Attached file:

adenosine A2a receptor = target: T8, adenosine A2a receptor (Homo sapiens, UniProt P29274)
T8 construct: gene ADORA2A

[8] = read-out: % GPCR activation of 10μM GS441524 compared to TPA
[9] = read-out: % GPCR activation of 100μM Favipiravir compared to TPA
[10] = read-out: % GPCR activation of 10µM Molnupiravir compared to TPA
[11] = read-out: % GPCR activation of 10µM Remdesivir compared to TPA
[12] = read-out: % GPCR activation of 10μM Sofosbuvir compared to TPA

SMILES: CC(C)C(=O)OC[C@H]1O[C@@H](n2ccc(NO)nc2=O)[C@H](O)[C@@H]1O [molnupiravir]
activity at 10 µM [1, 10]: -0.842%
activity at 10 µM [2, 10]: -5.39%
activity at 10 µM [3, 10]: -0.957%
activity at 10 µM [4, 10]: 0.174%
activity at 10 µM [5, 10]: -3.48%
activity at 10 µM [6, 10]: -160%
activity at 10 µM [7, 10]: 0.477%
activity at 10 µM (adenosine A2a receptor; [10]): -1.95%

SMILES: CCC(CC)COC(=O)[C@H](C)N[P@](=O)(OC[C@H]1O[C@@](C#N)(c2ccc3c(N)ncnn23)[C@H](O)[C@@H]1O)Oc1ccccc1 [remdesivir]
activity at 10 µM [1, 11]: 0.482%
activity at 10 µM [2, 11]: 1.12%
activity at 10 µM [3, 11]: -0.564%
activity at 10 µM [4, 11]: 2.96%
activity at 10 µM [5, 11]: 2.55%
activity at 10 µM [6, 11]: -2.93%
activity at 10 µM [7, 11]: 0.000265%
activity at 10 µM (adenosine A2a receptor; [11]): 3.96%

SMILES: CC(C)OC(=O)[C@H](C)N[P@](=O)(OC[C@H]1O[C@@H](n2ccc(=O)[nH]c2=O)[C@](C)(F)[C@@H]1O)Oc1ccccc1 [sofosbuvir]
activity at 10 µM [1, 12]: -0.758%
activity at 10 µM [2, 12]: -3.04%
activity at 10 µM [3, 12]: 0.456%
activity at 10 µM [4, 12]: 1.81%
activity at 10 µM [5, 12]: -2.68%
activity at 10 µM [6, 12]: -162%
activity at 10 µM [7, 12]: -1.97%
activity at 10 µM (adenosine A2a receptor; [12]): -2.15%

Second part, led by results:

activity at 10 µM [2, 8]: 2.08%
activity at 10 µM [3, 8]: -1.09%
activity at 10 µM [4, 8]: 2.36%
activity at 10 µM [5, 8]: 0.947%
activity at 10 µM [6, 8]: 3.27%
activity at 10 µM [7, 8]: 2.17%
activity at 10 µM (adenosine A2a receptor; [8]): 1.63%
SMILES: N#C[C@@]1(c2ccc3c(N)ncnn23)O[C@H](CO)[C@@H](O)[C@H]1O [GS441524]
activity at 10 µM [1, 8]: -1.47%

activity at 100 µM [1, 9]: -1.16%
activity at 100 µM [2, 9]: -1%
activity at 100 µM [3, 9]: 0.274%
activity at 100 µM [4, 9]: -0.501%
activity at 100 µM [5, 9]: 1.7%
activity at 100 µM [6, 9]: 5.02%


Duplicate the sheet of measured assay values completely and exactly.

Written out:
adenosine A2a receptor = target: T8, adenosine A2a receptor (Homo sapiens, UniProt P29274)
T8 construct: gene ADORA2A

[8] = read-out: % GPCR activation of 10μM GS441524 compared to TPA
[9] = read-out: % GPCR activation of 100μM Favipiravir compared to TPA
[10] = read-out: % GPCR activation of 10µM Molnupiravir compared to TPA
[11] = read-out: % GPCR activation of 10µM Remdesivir compared to TPA
[12] = read-out: % GPCR activation of 10μM Sofosbuvir compared to TPA

SMILES: CC(C)C(=O)OC[C@H]1O[C@@H](n2ccc(NO)nc2=O)[C@H](O)[C@@H]1O [molnupiravir]
activity at 10 µM [1, 10]: -0.842%
activity at 10 µM [2, 10]: -5.39%
activity at 10 µM [3, 10]: -0.957%
activity at 10 µM [4, 10]: 0.174%
activity at 10 µM [5, 10]: -3.48%
activity at 10 µM [6, 10]: -160%
activity at 10 µM [7, 10]: 0.477%
activity at 10 µM (adenosine A2a receptor; [10]): -1.95%

SMILES: CCC(CC)COC(=O)[C@H](C)N[P@](=O)(OC[C@H]1O[C@@](C#N)(c2ccc3c(N)ncnn23)[C@H](O)[C@@H]1O)Oc1ccccc1 [remdesivir]
activity at 10 µM [1, 11]: 0.482%
activity at 10 µM [2, 11]: 1.12%
activity at 10 µM [3, 11]: -0.564%
activity at 10 µM [4, 11]: 2.96%
activity at 10 µM [5, 11]: 2.55%
activity at 10 µM [6, 11]: -2.93%
activity at 10 µM [7, 11]: 0.000265%
activity at 10 µM (adenosine A2a receptor; [11]): 3.96%

SMILES: CC(C)OC(=O)[C@H](C)N[P@](=O)(OC[C@H]1O[C@@H](n2ccc(=O)[nH]c2=O)[C@](C)(F)[C@@H]1O)Oc1ccccc1 [sofosbuvir]
activity at 10 µM [1, 12]: -0.758%
activity at 10 µM [2, 12]: -3.04%
activity at 10 µM [3, 12]: 0.456%
activity at 10 µM [4, 12]: 1.81%
activity at 10 µM [5, 12]: -2.68%
activity at 10 µM [6, 12]: -162%
activity at 10 µM [7, 12]: -1.97%
activity at 10 µM (adenosine A2a receptor; [12]): -2.15%

Second part, led by results:

activity at 10 µM [2, 8]: 2.08%
activity at 10 µM [3, 8]: -1.09%
activity at 10 µM [4, 8]: 2.36%
activity at 10 µM [5, 8]: 0.947%
activity at 10 µM [6, 8]: 3.27%
activity at 10 µM [7, 8]: 2.17%
activity at 10 µM (adenosine A2a receptor; [8]): 1.63%
SMILES: N#C[C@@]1(c2ccc3c(N)ncnn23)O[C@H](CO)[C@@H](O)[C@H]1O [GS441524]
activity at 10 µM [1, 8]: -1.47%

activity at 100 µM [1, 9]: -1.16%
activity at 100 µM [2, 9]: -1%
activity at 100 µM [3, 9]: 0.274%
activity at 100 µM [4, 9]: -0.501%
activity at 100 µM [5, 9]: 1.7%
activity at 100 µM [6, 9]: 5.02%